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There have been very few whales that could be easily identified by more than researchers or seasoned spotters, but ‘Ruffles’ was one of them.

Imagine a smooth inky black dorsal fin emerging slowly from the water, climbing to a height of near two meters as its bearer makes an un-fussed approach toward your tiny boat. As he draws nearer, you began to notice that the trailing edge of his dorsal fin was not straight like those of the other whales nearby.

This male, scientifically noted as J-1, was remarkably memorable due to the gently ruffled cartilage that naturally developed on his dorsal fin as it grew to its full size.

Ruffles was a member of J pod, and travelled very closely to the well-known matriarch named Granny. The two displayed textbook mother-son behavior since the start of the Orca Survey in 1976, through to his passing in 2010. Many strongly believe that the two were related, though some genetic evidence suggests otherwise and the jury is still out. Ruffles was estimated to have been fifty-nine years old when he disappeared, and remains the eldest male on record to this day.

Given humans’ strained understanding of killer whales throughout history, we came very close to never having the chance to get to know Ruffles at all. J pod, along with their relatives K and L pods, were captured multiple different times throughout the 1960’s and 70’s life-capture rush for aquaria. Contracted “whale hunters” (often fishermen or navy personnel) were hired to corral a pod of whales in an enclosed bay. They regularly used nets, explosives, or aircraft to track the whales’ movements and not miss out on a catch. The buyers, mainly well-known theme parks, were most interested in capturing young killer whales. The calves were the easiest to transport and presumably the easiest to train, though our lack of knowledge about the needs of wild killer whales meant that many of the youngsters died during capture, or within days of arrival in their tanks. A handful lasted years, and only one still survives today.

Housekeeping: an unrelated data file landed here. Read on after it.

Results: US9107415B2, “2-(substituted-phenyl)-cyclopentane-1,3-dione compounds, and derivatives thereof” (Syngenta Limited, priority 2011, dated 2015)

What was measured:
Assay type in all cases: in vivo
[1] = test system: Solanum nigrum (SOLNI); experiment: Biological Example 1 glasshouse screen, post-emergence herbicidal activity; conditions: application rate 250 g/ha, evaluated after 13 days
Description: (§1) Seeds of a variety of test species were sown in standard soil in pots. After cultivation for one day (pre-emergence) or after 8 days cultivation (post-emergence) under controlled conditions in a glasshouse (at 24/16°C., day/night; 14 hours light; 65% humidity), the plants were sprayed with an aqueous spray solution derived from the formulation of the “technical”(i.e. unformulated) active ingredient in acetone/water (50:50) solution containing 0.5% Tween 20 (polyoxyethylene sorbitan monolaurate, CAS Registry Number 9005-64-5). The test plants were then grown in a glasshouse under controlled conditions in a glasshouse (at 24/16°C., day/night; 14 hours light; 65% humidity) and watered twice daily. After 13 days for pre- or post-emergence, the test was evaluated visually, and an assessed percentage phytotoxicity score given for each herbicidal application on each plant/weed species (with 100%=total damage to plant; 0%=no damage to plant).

During one of these captures Ruffles was pulled from the makeshift enclosure with intent to be taken from his family. In a fateful turn of events however, he was released back into the water – deemed “too big” to travel to an aquarium. Had that moment gone any other way we may never have seen this charismatic individual again. He may never have gone on to father many calves in K and L pods, and visitors from around the world may never have had the chance to spot that famous ruffled fin. We humans have interfered so much in the lives of whales in the past. Ruffles’ story is one where ‘what could have happened’ is all too plain and clear; and forever reminds us of why we should make the choices that are the best for these whales in the wild, for generations to come.

Next week we will meet Onyx, a male with a story that made us rethink our understanding of the social dynamics within killer whale pods.

Words by: Amanda Madro


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